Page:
LeSean McCoy Claims Replacement Ref Told Him to Do Well for Fantasy Team

Donald WoodFeatured ColumnistSeptember 18, 2012

FOXBORO, MA - AUGUST 20:  LeSean McCoy #25 of the Philadelphia Eagles prepares for a preseason game against the New England Patriots  at Gillette Stadium on August  20, 2012 in Foxboro, Massachusetts. (Photo by Jim Rogash/Getty Images)
Jim Rogash/Getty Images

Despite winning the game Sunday against the Baltimore Ravens 24-23, Philadelphia Eagles star running back LeSean McCoy was not happy and confirmed the fears of many NFL fans and experts complaining about the replacement referees.

With the real NFL referees locked out, the league has hired unqualified and possibly biased replacements that are starting to ruin the outcome of games.

Even worse, there could be much more cynical reasons behind their actions.

McCoy told 94WIP Philadelphia’s Anthony Gargano and Ike Reese about players intimidating the refs and how much like fans these replacements really are:

During the game, they made like a bad call or something, the ref, and I see Ray Lewis like pump his chest up, trying to scare him. Don’t you know [the ref] started stuttering? I’m like ‘what’s this?!’…They’re like fans, kind of though. I’ll be honest, they’re like fans. One of the refs was talking about his fantasy team, like ‘McCoy, come on, I need you for my fantasy,’ ahhh, what?!

This is a two-part comment that hits on two very different—and very serious—issues with these replacement referees.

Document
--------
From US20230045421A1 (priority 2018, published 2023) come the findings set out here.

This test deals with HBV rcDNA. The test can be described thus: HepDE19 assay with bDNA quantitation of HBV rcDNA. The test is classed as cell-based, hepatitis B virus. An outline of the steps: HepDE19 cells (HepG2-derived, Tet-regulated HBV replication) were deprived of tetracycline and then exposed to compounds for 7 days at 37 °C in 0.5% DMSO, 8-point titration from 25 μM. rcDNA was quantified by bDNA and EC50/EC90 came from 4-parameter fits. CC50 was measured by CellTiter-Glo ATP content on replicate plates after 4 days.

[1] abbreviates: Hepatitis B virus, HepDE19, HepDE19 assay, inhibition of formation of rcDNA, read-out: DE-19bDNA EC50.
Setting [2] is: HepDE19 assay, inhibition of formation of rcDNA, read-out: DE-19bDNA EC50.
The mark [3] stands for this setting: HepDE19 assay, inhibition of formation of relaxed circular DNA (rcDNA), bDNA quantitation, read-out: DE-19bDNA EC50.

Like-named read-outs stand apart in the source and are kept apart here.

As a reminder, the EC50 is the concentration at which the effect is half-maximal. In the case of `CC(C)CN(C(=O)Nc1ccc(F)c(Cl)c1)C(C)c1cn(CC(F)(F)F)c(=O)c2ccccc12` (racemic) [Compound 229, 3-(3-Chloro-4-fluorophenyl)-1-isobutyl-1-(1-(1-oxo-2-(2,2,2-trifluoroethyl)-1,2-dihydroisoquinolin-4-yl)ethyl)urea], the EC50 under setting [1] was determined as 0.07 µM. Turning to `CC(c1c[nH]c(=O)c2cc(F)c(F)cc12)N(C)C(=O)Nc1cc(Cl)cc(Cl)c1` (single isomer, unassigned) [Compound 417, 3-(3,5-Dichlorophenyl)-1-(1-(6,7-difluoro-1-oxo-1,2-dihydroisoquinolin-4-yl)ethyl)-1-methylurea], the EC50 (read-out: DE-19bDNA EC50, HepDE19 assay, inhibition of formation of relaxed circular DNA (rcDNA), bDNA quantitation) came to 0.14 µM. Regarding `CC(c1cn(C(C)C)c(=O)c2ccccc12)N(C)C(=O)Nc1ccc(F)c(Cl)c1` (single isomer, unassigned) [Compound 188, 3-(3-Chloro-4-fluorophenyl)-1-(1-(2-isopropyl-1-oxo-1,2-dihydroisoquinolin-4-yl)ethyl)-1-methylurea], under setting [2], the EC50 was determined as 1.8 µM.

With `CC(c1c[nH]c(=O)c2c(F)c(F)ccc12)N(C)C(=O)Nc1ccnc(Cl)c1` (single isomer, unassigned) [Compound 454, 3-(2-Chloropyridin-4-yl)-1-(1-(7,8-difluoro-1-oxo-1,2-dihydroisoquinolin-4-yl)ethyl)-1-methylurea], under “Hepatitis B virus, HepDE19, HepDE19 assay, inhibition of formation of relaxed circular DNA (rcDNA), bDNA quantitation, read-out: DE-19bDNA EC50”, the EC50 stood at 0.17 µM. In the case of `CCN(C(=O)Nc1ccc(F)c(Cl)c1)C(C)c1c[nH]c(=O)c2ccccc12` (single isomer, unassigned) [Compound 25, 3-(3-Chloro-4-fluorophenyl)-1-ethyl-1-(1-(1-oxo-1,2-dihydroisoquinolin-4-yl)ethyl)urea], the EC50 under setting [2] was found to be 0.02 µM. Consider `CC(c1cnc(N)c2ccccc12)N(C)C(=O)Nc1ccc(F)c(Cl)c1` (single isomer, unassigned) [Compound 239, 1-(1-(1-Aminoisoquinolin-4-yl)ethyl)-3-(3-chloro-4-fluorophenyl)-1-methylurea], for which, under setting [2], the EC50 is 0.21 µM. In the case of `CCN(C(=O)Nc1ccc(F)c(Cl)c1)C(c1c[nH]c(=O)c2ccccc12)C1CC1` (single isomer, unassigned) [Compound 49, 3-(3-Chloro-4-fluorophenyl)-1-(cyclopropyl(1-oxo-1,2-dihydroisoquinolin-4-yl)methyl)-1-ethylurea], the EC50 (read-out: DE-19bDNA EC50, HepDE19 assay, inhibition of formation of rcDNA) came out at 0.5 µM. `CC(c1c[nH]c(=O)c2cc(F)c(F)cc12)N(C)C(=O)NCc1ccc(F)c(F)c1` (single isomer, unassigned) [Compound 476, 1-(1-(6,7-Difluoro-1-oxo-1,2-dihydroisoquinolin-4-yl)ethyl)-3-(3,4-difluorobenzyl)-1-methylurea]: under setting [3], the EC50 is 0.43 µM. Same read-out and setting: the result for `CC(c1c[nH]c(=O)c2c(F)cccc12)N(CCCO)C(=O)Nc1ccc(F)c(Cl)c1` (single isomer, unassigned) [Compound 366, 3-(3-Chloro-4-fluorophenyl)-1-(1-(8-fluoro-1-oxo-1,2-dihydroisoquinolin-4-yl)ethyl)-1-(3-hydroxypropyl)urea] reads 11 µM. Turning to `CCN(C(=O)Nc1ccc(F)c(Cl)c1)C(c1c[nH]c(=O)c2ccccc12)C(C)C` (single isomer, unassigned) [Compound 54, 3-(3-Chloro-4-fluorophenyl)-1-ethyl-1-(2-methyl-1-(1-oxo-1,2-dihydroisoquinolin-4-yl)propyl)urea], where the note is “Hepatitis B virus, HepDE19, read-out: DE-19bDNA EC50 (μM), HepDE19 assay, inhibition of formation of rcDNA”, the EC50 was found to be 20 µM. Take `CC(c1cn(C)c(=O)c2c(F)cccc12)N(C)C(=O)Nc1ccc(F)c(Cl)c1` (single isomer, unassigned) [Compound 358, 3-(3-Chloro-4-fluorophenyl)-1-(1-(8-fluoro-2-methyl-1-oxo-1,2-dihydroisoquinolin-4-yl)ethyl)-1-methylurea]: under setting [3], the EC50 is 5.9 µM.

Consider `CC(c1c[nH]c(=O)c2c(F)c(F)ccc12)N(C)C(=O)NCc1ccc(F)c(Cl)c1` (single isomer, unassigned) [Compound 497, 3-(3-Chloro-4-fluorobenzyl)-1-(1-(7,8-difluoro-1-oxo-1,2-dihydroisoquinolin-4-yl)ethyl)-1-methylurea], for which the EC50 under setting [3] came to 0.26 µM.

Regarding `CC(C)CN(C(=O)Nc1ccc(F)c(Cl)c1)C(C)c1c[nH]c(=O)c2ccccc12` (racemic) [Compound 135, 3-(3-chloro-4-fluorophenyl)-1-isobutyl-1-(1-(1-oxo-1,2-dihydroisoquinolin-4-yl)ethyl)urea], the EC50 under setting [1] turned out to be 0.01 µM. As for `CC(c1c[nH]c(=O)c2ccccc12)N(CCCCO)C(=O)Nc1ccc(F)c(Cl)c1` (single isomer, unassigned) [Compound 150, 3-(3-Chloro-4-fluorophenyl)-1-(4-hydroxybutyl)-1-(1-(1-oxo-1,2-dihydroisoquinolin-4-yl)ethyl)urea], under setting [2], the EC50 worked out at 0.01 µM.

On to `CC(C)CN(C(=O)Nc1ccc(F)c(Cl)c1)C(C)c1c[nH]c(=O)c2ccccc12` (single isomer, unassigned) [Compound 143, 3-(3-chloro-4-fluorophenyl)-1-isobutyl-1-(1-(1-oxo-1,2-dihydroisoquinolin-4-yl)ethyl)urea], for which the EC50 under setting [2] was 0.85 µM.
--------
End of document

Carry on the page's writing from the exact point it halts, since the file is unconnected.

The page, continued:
Just as in the case of side judge Brian Stropolo—an avid New Orleans Saints fan—the credibility of the officials working the Eagles game Sunday and all games across the league is already in serious question.

Whether the referee that commented to McCoy about his fantasy team was joking or not, the fact that the fate of multi-million dollar organizations rests on the shoulders of men who couldn’t do this job with the proper time and training is ridiculous.

The second part of McCoy’s comment that terrifies NFL fans and executives alike is the intimidation factor. With no fear of long-term repercussions from officials that will be gone soon enough, players like Ray Lewis and head coaches like Jim Harbaugh will abuse referees until they influence a call.

Despite all of the blatant issues, the league is still not losing money because of this situation. Until that happens, this lockout will continue until a close game is botched and a playoff team misses their opportunity.

Maybe then change will come.


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